Hellman was the chair of the Committee on Jobs when he got to know Mooney, who chaired the San Francisco Labor Council and was a natural political adversary for the pro-business group, particularly when Hellman was leading the fight to do away with the city's gross receipts tax, which has proved to be costly for the city and a boon for downtown.
But after that victory, Hellman turned around and cochaired a campaign with Mooney to retool and reinstate the gross receipts tax in a way that he believed was more fair and helped restore the lost revenue to the city.
"We lost, but he put $100,000 of his own money into that campaign," Mooney told us, noting that the proposed tax would have cost Hellman and Friedman around $70,000 a year. "I think he just thought the city needed the money. It was a substantive point of view, not a political point of view."
Mooney considers Hellman both a friend and "an extraordinary human being.... He has made a huge contribution to San Franciscans that doesn't relate to ideological issues. A tremendous thing about Warren is he's not ideological, even in his political point of view.... On politics, I'd say he is becoming more progressive as he understands the issues that confront ordinary people."
Mooney is one of the people who have helped bring him that awareness. When they first met, Mooney said, Hellman told her, "You're the first union boss I ever met." That might have been an epithet coming from some CEOs, but Hellman had a genuine interest in understanding her perspective and working with her.
"In a sense, I think that was a very good era in terms of cooperation between the Committee on Jobs and other elements of the city," Hellman said. "Josie and I had already met, and we'd established this kind of logic where 80 percent of what we both want for the city we agree on, and 20 percent [of the time, we agree to disagree]."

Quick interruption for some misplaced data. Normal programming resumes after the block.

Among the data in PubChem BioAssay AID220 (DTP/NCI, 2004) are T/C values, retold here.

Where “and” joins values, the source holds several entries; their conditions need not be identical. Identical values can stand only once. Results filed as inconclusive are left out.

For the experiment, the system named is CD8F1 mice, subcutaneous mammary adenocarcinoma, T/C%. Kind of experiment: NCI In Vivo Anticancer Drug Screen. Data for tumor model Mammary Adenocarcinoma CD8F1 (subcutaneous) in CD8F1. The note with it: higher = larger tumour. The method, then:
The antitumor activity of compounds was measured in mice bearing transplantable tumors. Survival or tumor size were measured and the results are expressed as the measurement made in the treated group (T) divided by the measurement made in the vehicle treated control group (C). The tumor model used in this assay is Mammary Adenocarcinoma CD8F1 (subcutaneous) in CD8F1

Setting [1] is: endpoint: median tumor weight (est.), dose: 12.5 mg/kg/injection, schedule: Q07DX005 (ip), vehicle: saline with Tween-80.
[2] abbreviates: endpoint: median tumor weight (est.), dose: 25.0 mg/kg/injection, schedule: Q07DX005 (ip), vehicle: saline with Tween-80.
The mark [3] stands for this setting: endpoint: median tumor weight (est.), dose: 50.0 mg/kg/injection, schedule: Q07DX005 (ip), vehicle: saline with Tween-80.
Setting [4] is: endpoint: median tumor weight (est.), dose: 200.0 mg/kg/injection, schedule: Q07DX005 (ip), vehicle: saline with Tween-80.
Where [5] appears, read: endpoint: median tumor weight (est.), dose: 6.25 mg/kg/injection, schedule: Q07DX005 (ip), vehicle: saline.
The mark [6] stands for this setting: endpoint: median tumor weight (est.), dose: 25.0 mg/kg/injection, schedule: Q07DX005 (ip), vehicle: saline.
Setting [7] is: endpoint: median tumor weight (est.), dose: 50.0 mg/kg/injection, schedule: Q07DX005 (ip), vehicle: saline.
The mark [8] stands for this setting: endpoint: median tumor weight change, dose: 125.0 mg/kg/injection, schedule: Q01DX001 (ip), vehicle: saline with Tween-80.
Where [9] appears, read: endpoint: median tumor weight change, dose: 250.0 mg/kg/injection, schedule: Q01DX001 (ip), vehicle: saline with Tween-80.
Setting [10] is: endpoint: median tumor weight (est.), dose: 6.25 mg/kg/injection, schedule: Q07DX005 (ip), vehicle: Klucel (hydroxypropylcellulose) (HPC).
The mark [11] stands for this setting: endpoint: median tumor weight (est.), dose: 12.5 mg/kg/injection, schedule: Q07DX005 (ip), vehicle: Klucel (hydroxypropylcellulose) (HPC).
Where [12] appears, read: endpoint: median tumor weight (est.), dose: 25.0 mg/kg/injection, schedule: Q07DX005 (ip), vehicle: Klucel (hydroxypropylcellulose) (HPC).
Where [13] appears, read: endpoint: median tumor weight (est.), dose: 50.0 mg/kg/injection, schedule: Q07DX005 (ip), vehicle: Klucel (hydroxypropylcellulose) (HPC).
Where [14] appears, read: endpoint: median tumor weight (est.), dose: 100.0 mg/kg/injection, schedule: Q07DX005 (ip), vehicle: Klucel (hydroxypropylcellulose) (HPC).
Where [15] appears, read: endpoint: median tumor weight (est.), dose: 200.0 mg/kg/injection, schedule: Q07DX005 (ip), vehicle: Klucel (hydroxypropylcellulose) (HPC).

Committee on Jobs executive director Nathan Nayman — who called Hellman "one of my favorite people in the world" — told us that Hellman feels more free than many executives to be his own person.
"He's not with a publicly held company, and he doesn't have to answer to shareholders," Nayman said. "He takes a position and lives by his word. You don't see many people like him in his income bracket."
Hellman has become a trusted hub for San Franciscans of all political persuasions, Nayman said, "because he's very genuine. He's fully transparent in a city that likes to praise itself for transparency. What you see is what you get."
Hellman expects the same from others, which is why he walked away from SFSOS (and convinced Feinstein to bolt as well) in disgust over Randlett's scorched-earth style. Among other efforts, SFSOS was responsible for below-the-belt attacks on Sups. Chris Daly, Jake McGoldrick, and Gerardo Sandoval (whom a mailer inaccurately accused of anti-Semitism).
"If all things were equal, I'd just as soon that SFSOS went away," Hellman said. "SFSOS started doing the opposite of what I thought they would be doing, so it was fairly easy for me to part company with them. What I thought we were doing is trying to figure out ways to make the city better, not just being an antagonistic, nay-saying attack organization. I'm not a huge fan of Gerardo Sandoval, but I thought the attacks on him were beyond anything I could imagine ever being in favor of myself. And it was a series of things like that, and I said I don't want anything more to do with this."
Downtown, they're not always quite sure what to make of Hellman.
"Every once in a while, he does things that irritate people who are ideologically conservative," Mosher said. "He took an immense amount of heat for supporting the Reiner initiative [which would have taxed the rich to fund universal preschool]."